Children need to go to bed early and get proper sleep. Doctors recommend that children between the ages of five and 12 need 10 to 11 hours of sleep each night. Though it can be very tempting to read books, watch movies, interact on social media or listen to the music till the wee hours of the morning, you will have a very hard time waking up for school. You will be tired and sleepy, develop headaches or feel lethargic throughout the day.
Sleep deficit affects your ability to pay attention in class as well as your performance in sports, tests and other school activities. In the long run, it can have an adverse effect on your eyesight as well. Going to bed at the same time each night helps your body get into a routine and makes it easier for you to get up at the same time each morning.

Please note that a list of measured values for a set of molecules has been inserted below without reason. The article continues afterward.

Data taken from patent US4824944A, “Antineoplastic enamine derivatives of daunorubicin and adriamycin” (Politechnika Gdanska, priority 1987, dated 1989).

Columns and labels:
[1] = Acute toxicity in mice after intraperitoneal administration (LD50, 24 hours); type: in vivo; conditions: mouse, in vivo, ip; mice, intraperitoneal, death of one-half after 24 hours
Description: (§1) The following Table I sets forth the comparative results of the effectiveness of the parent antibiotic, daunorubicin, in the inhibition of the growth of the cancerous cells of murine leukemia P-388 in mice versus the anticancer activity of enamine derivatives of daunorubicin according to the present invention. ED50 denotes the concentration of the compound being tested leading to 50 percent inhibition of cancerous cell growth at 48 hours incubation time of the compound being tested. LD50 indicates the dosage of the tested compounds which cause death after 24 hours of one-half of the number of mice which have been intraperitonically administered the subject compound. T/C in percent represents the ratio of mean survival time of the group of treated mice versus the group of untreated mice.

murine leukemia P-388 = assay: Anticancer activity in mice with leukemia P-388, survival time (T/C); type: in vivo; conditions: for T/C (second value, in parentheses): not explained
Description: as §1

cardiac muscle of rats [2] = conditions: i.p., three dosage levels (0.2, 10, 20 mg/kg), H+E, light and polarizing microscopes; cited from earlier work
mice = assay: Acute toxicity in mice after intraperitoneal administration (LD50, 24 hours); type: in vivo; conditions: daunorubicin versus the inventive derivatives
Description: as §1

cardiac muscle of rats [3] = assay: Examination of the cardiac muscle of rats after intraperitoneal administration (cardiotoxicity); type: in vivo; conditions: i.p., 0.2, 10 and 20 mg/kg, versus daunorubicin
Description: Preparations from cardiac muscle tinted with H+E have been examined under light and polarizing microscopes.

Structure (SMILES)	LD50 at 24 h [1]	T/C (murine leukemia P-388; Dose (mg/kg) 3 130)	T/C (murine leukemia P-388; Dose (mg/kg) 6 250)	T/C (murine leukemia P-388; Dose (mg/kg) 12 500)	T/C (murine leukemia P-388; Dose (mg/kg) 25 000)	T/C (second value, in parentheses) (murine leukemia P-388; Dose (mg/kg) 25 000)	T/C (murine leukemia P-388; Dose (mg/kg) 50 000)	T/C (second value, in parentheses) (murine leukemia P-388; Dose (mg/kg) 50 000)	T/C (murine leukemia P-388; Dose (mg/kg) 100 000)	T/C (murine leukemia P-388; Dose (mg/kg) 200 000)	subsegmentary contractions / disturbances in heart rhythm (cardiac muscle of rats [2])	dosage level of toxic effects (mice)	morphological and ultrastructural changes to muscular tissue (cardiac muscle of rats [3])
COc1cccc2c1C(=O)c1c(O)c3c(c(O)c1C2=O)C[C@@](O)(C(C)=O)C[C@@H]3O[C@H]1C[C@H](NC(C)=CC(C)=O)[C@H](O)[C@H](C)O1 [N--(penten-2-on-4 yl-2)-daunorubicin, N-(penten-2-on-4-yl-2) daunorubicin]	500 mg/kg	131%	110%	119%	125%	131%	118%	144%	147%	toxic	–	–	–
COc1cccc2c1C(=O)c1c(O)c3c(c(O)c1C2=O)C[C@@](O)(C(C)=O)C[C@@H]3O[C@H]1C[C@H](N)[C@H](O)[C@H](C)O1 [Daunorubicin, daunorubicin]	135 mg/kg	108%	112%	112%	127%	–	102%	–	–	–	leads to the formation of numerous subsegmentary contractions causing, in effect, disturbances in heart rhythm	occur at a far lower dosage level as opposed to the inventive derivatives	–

When things go disorderly
“I can’t find my things! Mum, where are my shoes? Have you seen my tie? Did you sign the form? The teacher told us to bring art supplies today!”
It can be very stressful for you and your parents if you have to go on a treasure hunt every morning before you leave for school. Make sure your shoes, belt, tie and other uniform accessories are properly placed. Pack your bags the night before. If you have any extracurricular classes like arts and crafts, music, karate or gym, make sure you have the required uniform and supplies.
If you are reading this, it means you are grown up enough to take care of your belongings rather than depending on your mum to explore the house for you.
Mum, why didn’t you wake me up?